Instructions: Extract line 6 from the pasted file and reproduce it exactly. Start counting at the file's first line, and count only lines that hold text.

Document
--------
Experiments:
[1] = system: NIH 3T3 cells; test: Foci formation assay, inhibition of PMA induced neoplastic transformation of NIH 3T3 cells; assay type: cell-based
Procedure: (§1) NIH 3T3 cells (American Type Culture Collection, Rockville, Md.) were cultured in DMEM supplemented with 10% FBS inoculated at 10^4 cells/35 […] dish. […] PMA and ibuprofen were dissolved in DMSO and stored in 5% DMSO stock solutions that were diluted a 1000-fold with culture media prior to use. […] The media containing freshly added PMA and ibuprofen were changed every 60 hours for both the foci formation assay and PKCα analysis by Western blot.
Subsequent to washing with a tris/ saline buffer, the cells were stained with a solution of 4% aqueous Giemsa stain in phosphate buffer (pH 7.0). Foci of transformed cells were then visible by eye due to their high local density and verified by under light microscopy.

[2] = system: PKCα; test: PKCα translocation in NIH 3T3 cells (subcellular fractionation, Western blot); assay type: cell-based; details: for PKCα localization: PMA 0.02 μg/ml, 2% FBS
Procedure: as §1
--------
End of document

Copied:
Procedure: as §1